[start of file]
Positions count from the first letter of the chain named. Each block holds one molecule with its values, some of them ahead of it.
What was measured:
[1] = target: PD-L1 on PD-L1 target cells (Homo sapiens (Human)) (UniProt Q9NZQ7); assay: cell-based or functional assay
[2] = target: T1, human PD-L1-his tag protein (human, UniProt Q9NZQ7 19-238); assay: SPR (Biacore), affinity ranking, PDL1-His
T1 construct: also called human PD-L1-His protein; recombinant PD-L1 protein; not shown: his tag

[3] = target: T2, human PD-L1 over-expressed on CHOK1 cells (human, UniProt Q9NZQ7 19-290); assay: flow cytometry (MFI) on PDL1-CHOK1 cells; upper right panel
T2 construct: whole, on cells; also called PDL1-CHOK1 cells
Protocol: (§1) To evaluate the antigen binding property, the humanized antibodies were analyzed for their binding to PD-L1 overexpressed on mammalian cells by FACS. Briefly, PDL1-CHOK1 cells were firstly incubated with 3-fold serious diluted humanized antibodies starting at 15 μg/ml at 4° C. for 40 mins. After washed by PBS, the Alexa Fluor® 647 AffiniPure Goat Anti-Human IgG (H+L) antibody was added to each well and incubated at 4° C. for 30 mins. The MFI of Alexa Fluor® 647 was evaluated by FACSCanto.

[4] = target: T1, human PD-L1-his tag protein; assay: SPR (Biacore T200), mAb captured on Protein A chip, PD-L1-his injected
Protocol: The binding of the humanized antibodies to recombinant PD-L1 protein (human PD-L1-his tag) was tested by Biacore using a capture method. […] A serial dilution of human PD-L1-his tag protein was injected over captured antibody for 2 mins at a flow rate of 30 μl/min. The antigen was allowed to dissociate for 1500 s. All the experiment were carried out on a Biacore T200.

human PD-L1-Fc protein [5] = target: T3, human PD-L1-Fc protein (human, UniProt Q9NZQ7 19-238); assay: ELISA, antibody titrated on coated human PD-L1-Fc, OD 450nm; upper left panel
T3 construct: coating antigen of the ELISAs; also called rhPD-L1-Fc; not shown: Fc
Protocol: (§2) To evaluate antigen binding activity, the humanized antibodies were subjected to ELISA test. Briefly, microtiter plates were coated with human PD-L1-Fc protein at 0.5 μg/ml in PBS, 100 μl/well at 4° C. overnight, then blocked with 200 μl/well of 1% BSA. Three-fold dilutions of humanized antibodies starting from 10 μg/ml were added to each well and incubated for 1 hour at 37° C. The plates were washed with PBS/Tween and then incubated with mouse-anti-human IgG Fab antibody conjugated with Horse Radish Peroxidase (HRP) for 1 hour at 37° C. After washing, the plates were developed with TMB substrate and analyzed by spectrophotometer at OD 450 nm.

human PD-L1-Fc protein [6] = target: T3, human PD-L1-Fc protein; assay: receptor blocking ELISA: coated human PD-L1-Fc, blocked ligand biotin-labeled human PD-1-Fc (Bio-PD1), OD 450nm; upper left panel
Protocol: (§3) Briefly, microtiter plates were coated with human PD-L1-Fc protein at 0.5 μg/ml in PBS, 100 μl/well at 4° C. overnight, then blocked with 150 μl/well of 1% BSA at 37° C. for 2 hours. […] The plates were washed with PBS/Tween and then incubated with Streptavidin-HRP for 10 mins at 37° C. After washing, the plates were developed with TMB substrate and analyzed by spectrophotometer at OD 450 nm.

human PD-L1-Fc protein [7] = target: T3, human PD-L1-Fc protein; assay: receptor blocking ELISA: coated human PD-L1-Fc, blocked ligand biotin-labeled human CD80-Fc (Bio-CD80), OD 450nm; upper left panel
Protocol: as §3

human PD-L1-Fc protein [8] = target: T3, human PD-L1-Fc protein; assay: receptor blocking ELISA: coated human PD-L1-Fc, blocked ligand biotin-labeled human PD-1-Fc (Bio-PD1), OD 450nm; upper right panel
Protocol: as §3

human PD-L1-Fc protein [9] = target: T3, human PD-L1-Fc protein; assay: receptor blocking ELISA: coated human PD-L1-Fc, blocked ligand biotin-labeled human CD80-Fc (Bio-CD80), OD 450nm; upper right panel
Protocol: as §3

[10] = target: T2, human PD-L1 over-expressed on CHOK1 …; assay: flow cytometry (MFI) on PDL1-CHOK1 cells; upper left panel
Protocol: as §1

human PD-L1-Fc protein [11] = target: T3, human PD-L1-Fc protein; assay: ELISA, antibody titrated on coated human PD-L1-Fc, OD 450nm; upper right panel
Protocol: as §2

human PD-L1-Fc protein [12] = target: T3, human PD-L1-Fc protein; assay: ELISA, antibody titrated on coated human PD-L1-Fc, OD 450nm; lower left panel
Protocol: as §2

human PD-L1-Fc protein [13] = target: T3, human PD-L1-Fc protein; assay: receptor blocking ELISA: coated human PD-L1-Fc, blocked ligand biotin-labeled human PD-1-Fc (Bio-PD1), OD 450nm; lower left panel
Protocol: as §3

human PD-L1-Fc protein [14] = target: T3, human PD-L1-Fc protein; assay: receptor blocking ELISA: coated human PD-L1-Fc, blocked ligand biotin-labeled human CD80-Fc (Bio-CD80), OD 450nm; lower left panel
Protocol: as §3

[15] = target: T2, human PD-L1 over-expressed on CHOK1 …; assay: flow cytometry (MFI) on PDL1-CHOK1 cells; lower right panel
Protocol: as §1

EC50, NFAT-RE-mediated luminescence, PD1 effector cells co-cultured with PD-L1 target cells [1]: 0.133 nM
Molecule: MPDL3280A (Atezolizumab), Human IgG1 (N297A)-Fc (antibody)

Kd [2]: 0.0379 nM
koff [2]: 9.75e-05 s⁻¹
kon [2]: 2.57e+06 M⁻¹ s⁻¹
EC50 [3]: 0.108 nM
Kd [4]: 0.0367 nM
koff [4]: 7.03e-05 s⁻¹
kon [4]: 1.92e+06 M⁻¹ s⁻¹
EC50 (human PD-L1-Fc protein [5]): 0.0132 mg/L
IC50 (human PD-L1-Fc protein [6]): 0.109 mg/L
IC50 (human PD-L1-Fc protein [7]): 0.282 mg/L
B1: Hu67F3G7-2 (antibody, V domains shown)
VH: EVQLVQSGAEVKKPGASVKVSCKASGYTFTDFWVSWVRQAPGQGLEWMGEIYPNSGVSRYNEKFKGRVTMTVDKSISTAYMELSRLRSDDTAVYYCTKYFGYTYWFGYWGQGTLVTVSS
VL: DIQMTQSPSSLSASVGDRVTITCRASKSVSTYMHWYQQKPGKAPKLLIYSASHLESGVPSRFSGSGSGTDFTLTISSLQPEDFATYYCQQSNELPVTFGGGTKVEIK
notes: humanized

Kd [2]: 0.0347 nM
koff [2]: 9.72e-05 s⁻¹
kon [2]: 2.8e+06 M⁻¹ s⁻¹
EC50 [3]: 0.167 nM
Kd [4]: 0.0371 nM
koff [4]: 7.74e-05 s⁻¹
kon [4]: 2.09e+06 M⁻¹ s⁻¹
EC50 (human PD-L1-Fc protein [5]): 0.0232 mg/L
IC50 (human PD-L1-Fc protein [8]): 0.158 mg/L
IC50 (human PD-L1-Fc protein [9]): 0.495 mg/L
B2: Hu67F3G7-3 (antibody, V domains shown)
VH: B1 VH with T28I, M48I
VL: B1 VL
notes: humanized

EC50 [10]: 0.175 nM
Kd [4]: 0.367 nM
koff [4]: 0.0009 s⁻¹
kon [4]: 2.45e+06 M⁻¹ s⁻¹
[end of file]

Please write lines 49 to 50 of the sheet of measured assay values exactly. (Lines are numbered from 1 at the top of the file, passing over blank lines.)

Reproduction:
notes: humanized

Kd [2]: 0.0347 nM